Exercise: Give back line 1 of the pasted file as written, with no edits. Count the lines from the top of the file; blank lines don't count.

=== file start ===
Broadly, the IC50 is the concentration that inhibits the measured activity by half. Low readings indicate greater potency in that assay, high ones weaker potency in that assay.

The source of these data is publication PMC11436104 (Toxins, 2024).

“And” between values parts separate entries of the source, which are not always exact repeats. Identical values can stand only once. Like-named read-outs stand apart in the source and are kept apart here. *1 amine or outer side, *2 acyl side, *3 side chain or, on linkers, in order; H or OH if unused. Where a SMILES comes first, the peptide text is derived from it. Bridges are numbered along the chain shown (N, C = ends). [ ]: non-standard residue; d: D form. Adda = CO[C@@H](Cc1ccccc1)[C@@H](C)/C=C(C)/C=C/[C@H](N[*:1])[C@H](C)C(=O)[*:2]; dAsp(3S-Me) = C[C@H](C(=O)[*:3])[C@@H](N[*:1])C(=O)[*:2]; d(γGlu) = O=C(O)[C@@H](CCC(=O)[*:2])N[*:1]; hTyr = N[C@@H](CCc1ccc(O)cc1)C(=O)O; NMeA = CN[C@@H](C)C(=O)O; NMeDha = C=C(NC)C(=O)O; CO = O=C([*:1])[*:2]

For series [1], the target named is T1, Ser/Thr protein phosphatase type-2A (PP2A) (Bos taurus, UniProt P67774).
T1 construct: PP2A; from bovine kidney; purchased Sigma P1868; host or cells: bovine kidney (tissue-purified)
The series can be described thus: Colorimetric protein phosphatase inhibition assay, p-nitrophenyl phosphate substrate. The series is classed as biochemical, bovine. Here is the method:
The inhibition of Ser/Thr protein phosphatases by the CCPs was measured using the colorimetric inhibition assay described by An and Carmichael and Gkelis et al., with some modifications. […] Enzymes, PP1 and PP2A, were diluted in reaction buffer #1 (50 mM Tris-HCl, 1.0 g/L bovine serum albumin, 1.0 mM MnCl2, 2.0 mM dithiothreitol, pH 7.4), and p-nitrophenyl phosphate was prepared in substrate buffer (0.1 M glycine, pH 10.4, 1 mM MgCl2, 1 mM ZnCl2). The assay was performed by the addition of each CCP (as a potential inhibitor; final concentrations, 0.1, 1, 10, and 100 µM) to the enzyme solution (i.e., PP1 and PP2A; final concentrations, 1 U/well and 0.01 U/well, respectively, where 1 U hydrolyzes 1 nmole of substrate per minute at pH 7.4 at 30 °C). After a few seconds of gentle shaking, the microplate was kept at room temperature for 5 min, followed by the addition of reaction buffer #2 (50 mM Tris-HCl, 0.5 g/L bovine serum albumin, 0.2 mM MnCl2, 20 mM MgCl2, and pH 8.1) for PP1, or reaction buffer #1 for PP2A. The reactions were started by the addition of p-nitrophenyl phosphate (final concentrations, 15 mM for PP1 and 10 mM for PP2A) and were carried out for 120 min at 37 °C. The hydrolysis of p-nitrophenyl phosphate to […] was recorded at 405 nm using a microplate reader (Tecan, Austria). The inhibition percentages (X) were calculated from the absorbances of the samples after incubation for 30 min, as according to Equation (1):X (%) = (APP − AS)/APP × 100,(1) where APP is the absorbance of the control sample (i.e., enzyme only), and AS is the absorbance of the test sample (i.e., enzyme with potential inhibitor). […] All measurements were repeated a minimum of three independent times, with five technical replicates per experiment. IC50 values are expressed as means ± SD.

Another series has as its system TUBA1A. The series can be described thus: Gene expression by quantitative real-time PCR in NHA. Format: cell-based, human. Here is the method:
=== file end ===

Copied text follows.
Broadly, the IC50 is the concentration that inhibits the measured activity by half. Low readings indicate greater potency in that assay, high ones weaker potency in that assay.